Here's my take on it. You'll probably get different answers depending on whether you speak to those junior organisers who work mostly or exclusively with lower level primary school age children, or to junior organisers who work mostly or exclusively with secondary school age or higher level primary school age children.
Before I continue, in principle I'm in favour of direct membership of the ECF.
Most (but not all) adults coming into competitive chess for the first time will do so through their local chess club. Typically, they'll come along for a few weeks to see if they like it. If they decide to stay they'll play in a couple of league matches in the lowest division of the local league to see how they get on.
Many adults play both league and tournament chess. Many adults only play league chess. In my club, Richmond, most of the stronger players (I'm the exception) play in tounaments, while many of the weaker players do not. There are not so many adults who only play tournament chess. (Perhaps someone can produce figures on this.)
Therefore it is entirely reasonable, for adult players, to have Bronze: League Chess, Silver: League and (lower level) Tournament Chess, Gold: League and FIDE-rated Tournament Chess.
Most juniors, however, come into competitive chess through tournaments, not through league chess. Almost all primary school age juniors only play tournament chess. The stronger juniors will join a club and play league chess as well. There will be very few juniors who only play league chess. Again, if someone could produce figures it would be helpful.
Therefore, there will be few, if any, juniors who will only require Bronze membership. I rather suspect that many of the 413 Junior Bronze members (or their parents) have misunderstood the system.
It would be logical for junior players to have Bronze: (lower level) Tournament Chess, Silver: League and (lower level) Tournament Chess, Gold: League and FIDE-rated Tournament Chess. There will be a perception among some junior organisers, and also some parents, that the current ECF membership system is unfair to juniors. An adult coming in at entry (Bronze) level is paying Â£13. A junior coming in at junior entry level (playing in a graded tournament) is also paying Â£13 (Silver level junior).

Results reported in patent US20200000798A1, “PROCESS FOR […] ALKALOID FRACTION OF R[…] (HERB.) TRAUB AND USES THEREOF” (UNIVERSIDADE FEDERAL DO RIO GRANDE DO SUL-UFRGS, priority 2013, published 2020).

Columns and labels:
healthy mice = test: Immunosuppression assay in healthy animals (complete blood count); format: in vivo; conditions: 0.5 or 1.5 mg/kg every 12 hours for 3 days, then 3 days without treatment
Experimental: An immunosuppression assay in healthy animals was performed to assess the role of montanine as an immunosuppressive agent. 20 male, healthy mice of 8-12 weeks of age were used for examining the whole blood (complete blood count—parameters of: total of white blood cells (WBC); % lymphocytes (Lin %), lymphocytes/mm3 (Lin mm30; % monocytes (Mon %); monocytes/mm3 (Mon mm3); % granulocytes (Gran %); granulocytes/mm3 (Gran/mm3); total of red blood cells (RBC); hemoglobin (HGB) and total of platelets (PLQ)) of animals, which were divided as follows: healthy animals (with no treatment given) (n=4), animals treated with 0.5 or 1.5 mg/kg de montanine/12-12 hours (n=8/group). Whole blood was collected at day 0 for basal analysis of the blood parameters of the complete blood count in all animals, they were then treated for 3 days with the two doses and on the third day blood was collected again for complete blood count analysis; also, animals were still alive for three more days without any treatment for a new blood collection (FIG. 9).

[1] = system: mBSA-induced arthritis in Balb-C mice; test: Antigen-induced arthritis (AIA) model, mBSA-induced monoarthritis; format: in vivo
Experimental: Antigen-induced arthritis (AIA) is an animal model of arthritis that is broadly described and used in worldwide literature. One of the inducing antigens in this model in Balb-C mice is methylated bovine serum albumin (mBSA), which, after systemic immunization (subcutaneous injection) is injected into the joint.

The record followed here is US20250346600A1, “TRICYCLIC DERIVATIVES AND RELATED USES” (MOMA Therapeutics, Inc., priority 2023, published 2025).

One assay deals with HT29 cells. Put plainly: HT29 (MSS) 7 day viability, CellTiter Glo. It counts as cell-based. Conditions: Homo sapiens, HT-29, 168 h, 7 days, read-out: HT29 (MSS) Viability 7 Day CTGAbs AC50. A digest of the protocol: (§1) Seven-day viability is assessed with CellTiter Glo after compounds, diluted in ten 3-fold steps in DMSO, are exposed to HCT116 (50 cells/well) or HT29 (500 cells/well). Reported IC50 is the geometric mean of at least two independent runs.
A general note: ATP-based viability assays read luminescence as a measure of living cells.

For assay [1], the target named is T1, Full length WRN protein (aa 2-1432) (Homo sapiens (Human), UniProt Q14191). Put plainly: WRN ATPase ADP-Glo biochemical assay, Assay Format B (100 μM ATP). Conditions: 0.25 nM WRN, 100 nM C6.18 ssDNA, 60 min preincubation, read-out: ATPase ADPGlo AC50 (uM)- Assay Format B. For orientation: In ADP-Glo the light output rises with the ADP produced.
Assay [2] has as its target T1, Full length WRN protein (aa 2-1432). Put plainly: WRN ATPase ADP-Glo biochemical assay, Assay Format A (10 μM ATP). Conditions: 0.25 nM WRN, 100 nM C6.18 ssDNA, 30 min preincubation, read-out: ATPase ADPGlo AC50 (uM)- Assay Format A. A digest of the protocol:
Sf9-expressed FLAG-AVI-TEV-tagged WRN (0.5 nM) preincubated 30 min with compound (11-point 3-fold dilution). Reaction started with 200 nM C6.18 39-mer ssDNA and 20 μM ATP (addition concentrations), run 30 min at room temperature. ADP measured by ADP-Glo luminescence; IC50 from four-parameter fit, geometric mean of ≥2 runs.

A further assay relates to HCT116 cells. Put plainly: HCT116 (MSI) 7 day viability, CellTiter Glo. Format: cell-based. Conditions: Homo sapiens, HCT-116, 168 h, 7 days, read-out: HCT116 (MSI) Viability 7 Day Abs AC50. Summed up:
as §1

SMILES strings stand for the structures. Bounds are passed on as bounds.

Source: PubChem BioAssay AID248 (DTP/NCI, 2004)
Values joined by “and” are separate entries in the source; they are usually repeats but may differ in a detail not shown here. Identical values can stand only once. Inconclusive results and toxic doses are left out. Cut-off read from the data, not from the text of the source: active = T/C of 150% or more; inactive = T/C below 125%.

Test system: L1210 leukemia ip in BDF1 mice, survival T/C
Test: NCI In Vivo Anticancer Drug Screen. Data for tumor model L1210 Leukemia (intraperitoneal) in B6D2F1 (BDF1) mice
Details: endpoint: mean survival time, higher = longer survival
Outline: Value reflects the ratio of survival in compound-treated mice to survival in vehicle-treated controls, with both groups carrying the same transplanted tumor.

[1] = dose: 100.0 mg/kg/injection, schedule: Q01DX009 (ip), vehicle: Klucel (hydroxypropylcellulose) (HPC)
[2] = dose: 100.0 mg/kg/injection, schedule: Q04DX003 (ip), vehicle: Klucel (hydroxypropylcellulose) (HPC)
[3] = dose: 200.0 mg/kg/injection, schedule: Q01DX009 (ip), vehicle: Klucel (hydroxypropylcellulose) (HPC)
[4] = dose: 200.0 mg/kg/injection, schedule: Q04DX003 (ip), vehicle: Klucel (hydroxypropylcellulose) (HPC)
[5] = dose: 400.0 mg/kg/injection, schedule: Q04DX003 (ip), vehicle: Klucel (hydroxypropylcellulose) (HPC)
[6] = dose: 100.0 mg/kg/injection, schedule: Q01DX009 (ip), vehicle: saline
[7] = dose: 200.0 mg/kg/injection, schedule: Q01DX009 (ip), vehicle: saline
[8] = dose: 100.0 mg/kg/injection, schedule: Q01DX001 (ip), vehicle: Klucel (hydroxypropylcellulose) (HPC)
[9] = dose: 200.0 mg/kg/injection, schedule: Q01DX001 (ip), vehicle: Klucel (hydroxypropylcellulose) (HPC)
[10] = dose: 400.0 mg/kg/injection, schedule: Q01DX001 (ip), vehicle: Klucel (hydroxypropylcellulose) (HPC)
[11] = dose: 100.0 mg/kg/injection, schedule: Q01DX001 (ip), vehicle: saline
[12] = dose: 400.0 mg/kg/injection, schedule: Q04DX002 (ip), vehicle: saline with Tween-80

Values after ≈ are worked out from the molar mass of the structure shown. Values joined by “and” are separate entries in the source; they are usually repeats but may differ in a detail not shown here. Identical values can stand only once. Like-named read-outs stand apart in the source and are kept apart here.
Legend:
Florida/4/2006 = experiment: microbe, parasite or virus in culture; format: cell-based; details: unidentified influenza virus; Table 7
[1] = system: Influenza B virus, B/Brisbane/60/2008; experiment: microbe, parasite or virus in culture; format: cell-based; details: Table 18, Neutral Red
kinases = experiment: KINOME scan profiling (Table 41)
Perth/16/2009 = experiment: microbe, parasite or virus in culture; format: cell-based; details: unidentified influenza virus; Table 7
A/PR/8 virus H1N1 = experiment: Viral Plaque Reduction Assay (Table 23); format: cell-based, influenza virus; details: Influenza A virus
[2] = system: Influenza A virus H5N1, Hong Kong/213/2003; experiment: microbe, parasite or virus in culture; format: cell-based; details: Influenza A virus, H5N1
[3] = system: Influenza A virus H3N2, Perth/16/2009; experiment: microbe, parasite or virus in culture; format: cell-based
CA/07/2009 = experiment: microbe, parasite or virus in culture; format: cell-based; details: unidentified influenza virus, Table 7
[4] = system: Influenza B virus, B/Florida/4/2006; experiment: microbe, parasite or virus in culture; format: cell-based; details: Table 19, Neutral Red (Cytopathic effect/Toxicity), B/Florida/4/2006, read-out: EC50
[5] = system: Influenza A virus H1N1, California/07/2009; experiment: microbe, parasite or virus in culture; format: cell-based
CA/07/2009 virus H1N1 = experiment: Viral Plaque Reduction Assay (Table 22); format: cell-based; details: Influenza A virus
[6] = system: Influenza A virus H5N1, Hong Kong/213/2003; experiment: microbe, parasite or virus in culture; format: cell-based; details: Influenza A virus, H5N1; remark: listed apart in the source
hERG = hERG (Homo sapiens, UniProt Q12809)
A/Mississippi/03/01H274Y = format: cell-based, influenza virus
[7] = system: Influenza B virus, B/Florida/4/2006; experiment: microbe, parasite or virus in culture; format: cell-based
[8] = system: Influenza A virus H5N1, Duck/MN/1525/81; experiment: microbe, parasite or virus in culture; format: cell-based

I am, as many of you will know, opposed to grading mass participation low level primary school events for several reasons. Partly for the reason mentioned above by Richard Bates: I am one of those who previously commented on the potential damage to the integrity of the grading system by grading events, especially very low level events, where almost all participants will be ungraded. My experience is that many participants in these events barely know how the pieces move, and that their actual playing strength would be some way below 0. What I've seen happen in the past is that kids get unrealistically high grades from scoring heavily in low level primary school events, and, when they take part in real competitions they perform well below their expectations. This can hardly do them any favours. If children don't know about grades then they won't be bothered if their games are not graded. If they're just casual players they won't understand them anyway.
Children of primary school age who are good enough to play in real tournaments and get real grades will almost always have supportive parents who, by and large, are prepared to pay money to enable their children to pursue and develop their interests. Paying an ECF membership fee will not be an issue for them: they will understand why and will be happy to do so. It is very hard for primary school age kids to get to this level without supportive parents.
The situation with secondary school age players is very different. I think we all agree that we want to see many more young people of secondary school age playing competitive chess. Neill's initiative in running schools tournaments seems to me like the best way of trying to encourage this. I think it's important that these tournaments are graded for several reasons. There are likely to be more players who already have a grade so the grades for new players will be more reliable. The players, being older, will have more understanding of what grades are about. The grades will also be useful for those players who decide, as a result of playing in a schools tournament, to take part in an individual tournament or join their local chess club. However, not all of these players will have supportive parents who will be prepared to pay their membership fee. The schools will also probably not be in a position to pay their pupils' membership fees.
So if the ECF want to encourage this sort of competition they really need to sort out a way of getting the games graded while not putting players off for financial reasons. Yes, it will be a loss leader. A 'Copper' membership for children playing in this sort of competition is a possibility. Perhaps a school membership is also a possibility: schools might be more prepared to pay something to join the ECF than to pay membership fees for pupils. Alienating junior chess organisers who are doing a vital job promoting chess within secondary schools is not a good idea.